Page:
“Susan Wood is one of the most influential members of our nuclear community and her actions have made Aiken a better place to live,” said Vice Admiral Charles L. Munns, USN (ret). “Aiken has many incredible citizens connected to our nuclear community, but I cannot imagine any of them more worthy and deserving that Susan Wood.”
“You would see Susan Wood at almost every outreach event promoting the benefits of nuclear technologies,” said Sharon Marra, Savannah River National Laboratory (SRNL) Deputy Director. “I have been personally inspired by Susan’s ability to lead and impressed by the time and effort she has spent educating our community and future generations of leaders.”
“Susan has served as a mentor to me. She has invested her time and energy into education outreach and mentoring students, especially women, to pursue STEM careers, and I am honored to learn from her example,” said Marissa Reigel, R&D Execution Manager for Actinide Materials Science and Technology at SRNL.
2019 Nuclear Service Award Recipient
J. Scott Kirk
The Citizens for Nuclear Technology Awareness (CNTA) recently awarded the first-ever Nuclear Service Award to J. Scott Kirk for his significant lifetime achievements in the advancement of nuclear technology.
Kirk’s work has spanned from licensing nuclear facilities that provide nuclear fuel for the United States Navy, to supporting nuclear non-proliferation programs established by the U.S. Department of Energy (DOE), to being a recognized expert in his roles at providing solutions to many of the complex waste management problems that have faced the nuclear industry.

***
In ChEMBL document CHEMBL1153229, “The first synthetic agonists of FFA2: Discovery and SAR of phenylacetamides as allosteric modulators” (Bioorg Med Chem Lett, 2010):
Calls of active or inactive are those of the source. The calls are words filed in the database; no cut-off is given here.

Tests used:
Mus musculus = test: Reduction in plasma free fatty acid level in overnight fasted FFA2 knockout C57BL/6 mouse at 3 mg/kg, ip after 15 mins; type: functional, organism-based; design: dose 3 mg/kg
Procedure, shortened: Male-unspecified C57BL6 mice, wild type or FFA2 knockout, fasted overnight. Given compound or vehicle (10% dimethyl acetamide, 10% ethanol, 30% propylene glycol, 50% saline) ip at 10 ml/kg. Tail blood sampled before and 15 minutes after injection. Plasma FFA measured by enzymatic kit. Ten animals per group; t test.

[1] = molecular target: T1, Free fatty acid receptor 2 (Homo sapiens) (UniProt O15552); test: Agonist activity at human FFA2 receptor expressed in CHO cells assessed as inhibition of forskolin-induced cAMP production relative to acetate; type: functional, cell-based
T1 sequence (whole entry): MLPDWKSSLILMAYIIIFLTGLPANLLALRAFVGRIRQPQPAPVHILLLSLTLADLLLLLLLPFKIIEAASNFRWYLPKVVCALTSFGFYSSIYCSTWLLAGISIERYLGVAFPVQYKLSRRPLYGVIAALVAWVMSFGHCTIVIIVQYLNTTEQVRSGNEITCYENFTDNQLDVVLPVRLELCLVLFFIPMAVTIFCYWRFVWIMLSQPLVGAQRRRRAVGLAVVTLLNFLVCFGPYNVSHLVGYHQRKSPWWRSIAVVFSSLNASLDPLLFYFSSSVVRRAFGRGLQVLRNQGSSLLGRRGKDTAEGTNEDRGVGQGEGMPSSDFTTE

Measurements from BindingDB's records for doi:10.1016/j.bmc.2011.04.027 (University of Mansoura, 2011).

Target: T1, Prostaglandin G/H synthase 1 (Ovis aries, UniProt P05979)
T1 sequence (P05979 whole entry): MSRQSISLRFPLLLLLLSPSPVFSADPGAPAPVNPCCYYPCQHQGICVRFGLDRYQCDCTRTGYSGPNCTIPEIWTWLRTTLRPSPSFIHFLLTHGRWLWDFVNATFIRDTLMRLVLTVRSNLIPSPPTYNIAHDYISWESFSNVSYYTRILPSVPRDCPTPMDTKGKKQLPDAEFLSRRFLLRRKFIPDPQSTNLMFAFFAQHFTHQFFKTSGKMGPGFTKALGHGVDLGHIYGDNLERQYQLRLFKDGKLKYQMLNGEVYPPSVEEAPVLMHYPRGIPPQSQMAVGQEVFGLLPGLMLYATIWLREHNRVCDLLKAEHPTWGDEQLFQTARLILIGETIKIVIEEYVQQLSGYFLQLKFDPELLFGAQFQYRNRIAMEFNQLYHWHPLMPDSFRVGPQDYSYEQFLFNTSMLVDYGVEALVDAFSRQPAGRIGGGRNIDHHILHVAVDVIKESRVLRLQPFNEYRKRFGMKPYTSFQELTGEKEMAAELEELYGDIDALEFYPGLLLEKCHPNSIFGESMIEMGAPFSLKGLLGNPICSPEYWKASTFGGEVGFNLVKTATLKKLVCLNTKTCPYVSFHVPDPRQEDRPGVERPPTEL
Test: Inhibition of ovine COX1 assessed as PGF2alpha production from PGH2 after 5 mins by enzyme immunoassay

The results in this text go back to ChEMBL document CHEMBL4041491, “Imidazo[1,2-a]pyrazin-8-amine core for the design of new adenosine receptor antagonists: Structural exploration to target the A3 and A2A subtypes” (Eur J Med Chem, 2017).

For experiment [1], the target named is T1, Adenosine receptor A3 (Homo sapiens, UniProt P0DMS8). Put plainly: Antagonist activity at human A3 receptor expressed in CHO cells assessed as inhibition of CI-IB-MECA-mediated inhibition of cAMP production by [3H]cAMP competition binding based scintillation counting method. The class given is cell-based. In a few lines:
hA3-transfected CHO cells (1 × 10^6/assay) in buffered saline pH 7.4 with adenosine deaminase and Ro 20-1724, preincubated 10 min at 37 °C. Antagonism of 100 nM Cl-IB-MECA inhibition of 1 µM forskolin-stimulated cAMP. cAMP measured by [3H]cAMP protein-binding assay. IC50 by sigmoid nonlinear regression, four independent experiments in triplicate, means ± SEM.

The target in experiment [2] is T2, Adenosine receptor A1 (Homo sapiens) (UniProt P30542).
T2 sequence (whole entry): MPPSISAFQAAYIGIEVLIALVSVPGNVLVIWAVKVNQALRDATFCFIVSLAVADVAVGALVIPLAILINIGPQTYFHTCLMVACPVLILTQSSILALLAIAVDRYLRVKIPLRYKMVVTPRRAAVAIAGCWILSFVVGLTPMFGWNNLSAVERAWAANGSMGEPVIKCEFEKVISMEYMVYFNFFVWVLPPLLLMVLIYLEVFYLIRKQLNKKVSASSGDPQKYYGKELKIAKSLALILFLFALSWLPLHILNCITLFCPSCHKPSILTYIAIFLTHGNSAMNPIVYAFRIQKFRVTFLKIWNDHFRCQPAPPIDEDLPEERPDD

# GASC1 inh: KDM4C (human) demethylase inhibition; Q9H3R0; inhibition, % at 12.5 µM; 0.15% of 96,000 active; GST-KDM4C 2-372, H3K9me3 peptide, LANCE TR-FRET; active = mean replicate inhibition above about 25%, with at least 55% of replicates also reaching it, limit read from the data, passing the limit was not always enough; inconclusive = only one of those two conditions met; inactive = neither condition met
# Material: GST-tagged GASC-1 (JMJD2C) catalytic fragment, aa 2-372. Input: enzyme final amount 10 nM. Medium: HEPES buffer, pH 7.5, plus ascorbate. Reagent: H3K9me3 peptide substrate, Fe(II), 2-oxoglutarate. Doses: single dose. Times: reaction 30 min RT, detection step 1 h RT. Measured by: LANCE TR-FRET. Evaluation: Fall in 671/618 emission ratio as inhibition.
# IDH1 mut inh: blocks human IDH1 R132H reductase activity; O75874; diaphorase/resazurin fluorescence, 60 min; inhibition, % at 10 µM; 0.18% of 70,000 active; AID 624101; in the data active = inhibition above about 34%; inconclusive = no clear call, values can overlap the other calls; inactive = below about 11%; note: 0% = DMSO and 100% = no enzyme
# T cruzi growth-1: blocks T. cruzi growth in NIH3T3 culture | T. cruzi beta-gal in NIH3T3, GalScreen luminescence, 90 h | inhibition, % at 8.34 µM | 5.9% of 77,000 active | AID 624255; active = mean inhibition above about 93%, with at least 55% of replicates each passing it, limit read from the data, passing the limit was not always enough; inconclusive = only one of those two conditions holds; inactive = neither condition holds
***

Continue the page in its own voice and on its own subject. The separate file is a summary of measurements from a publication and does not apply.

Currently, he is the Environmental Compliance Manager at Savannah River Remediation, the liquid waste contractor at the Savannah River Site (SRS). In this role, he is responsible for environmental permitting and regulatory interfaces. He is also responsible for managing waste characterization operations required to disposition low-level radioactive waste, transuranic waste, hazardous waste, and mixed radioactive wastes generated at the Defense Waste Processing Facility (DWPF), Saltstone Production Facility, and high-level waste (HLW) Tank Farms, all at SRS.
CNTA Executive Director Jim Marra said Kirk has for years been thoroughly engaged in seeking innovative solutions to some of the most significant radioactive waste management challenges.
“Scott’s vast list of accomplishments have demonstrated a great passion of the use of nuclear technology across a broad sector of the industry for over 30 years,” Marra said. “His innovative approaches to solving complex issues facing the nuclear industry has been impressive. We are delighted that he is the recipient of the program’s inaugural Nuclear Service Award.”
A Charleston, South Carolina, native, Kirk has participated in numerous rulemaking initiatives; authored multiple scientific papers on these topics; and presented his perspectives with the nuclear industry, NRC Commissioners, and the National Academies of Sciences, Engineering, and Medicine.
Among many other notable achievements, Kirk has been a leader in the DOE’s recent reinterpretation of the definition of HLW by providing regulatory/technical guidance to the DOE to conduct a pilot program to classify certain waste from DWPF as non-HLW for dispositioning as low-level waste at a commercial disposal facility.